Party affiliation: Republican
Political experience: eight years on Asheville City Council, two years as vice mayor
Endorsements: "I have worked extra hard to alienate every special/selfish interest group in WNC — including my own party. So far I have been successful."
1) How much money have you raised for your campaign? Who are your top three donors, and how much has each contributed?
None. After eight years of creative, energetic and principled actions, the people of Asheville know my name, what I stand for, and what I will do. I will embrace reelection with enthusiasm or depart with gratitude; I will not accept or spend any money to purchase a council seat.
2) Do you favor district elections for Council members? Why or why not?
No. Asheville is not large enough to support districts. In any case, districts tend to create "mini-me mayors" whereby elected power brokers look out for their district's special interests versus the common good. We are all in this together and should be looking out for everyone with matching enthusiasm.
3) What steps, if any, should the city take to deal with graffiti?
Graffiti vandals do great harm to other people's property behind a mask of artistry. It is a poor way to matter in a world that needs more from all of us. I support rewards, enforcement, consequence and creative clean-up initiatives. I do not support penalizing victims with draconian ordinances.
4) Do you support the implementation of domestic-partner benefits for city employees? Why or why not?
No. I am still baffled on why employers have become the source of benefits for anyone other than employees to begin with — it is an unsustainable system. Aside from this philosophical question, the city cannot afford partner benefits. We can barely afford the benefit demands currently in place.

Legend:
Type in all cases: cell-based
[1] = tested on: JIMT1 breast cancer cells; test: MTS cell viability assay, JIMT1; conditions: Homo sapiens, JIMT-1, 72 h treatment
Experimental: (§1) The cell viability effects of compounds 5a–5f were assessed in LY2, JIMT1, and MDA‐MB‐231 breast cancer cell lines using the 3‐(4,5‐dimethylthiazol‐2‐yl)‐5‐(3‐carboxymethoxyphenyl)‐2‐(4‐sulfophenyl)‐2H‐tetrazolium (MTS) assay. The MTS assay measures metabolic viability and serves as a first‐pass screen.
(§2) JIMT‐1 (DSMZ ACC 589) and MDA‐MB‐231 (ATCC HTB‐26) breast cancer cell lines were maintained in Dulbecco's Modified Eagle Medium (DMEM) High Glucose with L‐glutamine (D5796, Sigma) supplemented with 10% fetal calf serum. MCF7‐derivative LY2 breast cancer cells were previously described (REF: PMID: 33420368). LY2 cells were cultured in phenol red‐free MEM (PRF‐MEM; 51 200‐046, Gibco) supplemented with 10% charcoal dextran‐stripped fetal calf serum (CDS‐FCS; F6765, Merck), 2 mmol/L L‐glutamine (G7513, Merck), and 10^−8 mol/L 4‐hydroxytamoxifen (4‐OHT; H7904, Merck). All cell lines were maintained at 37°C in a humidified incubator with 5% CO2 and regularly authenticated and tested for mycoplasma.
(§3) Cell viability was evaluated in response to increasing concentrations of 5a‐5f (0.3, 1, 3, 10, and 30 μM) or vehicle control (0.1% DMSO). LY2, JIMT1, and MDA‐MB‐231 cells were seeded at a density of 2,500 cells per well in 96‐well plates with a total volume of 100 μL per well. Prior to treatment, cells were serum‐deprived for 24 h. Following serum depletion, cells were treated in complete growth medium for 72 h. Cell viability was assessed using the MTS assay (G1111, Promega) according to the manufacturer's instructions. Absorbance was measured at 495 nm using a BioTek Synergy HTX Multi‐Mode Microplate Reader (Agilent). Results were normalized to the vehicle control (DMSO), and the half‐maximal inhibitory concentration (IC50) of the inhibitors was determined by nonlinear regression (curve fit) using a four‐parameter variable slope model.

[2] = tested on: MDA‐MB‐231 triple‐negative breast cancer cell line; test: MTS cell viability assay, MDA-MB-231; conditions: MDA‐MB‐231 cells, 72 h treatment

5) Given the city's current and likely upcoming budget shortfalls how would you make ends meet?
Concentrate city government on things others cannot do for themselves — like public safety — and resist the temptations of being all things to all people. We should fund the necessary over the nice, core services over special services, and small and efficient government over big government.
6) Which key elements of the Downtown Master Plan, if any, do you want to see implemented in the next year?
I am not a master-plan enthusiast. This is another expensive and distracting exercise in motion over action that has us attempting to effectively control things we cannot and neglecting things we can. This document will be misused by special interests to support their agendas over the common good.
7) What measures, if any, do you support to promote bicycle and mass transit?
Any that are realistic and have funding fairly shared by those who use the service. Topography is our strongest bike transportation hurdle. Transportation and jobs are our best social service. That's why I started the Top-A-Stop program using donations and volunteers to build those 50 wood bus stops around Asheville.
8) How much of a role, compared to its current one, should the city play in putting on festivals?
We should offer fair and equitable rules that support others in exerting their creative festival energies. We should not be funding festivals with tax dollars. One of the easiest things to do as a politician is use other people's money for other people's interests — I resist this temptation.
9) Which sitting member of City Council are you most like politically, and which do you differ the most with?
I have a close relationship with and appreciation for that Mumpower guy. He has courage and creativity buttons, works hard, focuses on the common good and stands for something you can count on whether you agree or not. Political differences? Most of the other six most of the time.
10) What should Asheville's policy be regarding forced annexation of surrounding areas?
I do not support or vote for forced annexation policies. That said, Asheville does not have the same tax, water and sewer leverages that other cities have to encourage voluntary annexation. If we want to end forced annexation, our legislators have to start treating Asheville like they do other cities.